In Forged in the Shadow of Mars, Peter W. Sposato traces chivalry's powerful influence on the mentalitè and behavior of a sizeable segment of the elite in late medieval Florence. He finds that the strenuous knights and men-at-arms of the Florentine chivalric elite—a cultural community comprised of men from both traditional and newly emerged elite lineages—embraced a chivalric ideology that was fundamentally martial and violent. Chivalry helped to shape a common identity among these men based on the profession of arms and the ready use of violence against both their peers and those they perceived to be their social inferiors. This violence, often transgressive in nature, was not only crucial to asserting and defending personal, familial, and corporate honor, but was also inherently praiseworthy. In this way, Sposato highlights the sharp differences between chivalry and the more familiar civic ideology of the popolo grasso, the Florentine mercantile and banking elite who came to dominate Florence politically and economically during the thirteenth and fourteenth centuries.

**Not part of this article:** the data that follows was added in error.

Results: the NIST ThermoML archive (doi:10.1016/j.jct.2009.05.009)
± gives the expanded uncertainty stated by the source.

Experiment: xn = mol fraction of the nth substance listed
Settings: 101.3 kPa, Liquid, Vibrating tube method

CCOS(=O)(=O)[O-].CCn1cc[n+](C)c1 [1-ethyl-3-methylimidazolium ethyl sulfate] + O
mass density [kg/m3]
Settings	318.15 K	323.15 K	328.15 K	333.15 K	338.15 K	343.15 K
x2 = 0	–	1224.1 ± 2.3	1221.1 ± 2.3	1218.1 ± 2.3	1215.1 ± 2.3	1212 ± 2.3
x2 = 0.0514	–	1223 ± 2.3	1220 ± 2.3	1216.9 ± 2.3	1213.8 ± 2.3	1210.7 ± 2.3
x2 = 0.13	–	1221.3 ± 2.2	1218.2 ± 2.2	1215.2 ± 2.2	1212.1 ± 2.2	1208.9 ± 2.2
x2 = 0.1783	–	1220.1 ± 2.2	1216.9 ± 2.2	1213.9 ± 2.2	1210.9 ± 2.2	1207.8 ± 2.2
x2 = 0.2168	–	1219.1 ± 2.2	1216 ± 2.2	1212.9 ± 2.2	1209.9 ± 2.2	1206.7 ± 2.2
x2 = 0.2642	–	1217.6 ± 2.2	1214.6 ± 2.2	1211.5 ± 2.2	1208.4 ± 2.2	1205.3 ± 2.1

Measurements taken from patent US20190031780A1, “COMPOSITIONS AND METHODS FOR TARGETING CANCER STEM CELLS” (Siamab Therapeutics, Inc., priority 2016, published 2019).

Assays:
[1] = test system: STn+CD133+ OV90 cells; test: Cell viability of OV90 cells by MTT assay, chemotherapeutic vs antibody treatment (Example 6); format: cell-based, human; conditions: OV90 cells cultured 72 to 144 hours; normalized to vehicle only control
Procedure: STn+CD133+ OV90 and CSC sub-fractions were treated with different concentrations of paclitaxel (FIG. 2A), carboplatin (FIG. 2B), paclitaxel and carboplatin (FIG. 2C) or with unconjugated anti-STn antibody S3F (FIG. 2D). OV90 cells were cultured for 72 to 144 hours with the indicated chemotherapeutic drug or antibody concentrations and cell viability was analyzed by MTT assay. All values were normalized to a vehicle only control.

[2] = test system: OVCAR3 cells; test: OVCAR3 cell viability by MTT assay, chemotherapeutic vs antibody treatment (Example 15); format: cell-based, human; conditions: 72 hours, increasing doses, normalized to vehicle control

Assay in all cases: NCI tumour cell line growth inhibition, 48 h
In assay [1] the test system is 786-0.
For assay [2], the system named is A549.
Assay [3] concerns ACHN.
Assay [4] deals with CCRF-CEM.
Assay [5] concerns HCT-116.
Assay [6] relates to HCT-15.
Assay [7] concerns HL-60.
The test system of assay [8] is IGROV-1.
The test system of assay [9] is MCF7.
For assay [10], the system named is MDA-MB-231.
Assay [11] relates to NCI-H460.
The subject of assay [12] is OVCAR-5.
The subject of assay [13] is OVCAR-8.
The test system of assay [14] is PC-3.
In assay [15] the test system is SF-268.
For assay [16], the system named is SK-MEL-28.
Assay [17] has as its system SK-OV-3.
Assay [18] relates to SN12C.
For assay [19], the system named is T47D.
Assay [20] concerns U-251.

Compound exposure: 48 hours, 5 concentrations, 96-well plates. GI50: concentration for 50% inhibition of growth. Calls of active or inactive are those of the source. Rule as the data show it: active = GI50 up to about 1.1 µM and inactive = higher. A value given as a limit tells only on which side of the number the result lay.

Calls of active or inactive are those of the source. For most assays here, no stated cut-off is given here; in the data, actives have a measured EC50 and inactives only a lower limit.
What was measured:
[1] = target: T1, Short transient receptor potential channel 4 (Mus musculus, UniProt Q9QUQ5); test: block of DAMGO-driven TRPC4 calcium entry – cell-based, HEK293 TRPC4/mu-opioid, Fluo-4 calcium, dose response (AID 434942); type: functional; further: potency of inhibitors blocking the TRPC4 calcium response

As a result, in Forged in the Shadow of Mars, Sposato challenges the traditional scholarly view of chivalry as foreign to the social and cultural landscape of Florence and contests its reputation as a civilizing force. By reexamining the connection between chivalric literature and actual practice and identity formation among historical knights and men-at-arms, he likewise provides an important corrective to assumptions about the nature of elite violence and identity in medieval Italian cities.
Introduction: Chivalry and the Chivalric Elite in Late Medieval Florenc
1. Chivalry and Honor Violence
2. Chivalry and Social Violence
3. Brunetto Latini's Il Tesoretto: A Case Study in Chivalric Reform
4. Chivalric Identity and the Profession of Arms
Epilogue: The Chivalric Life of Buonaccorso Pitti (1354–1432)
Peter Sposato is Associate Professor of History at Indiana University Kokomo. Follow him on Twitter @petersposato7.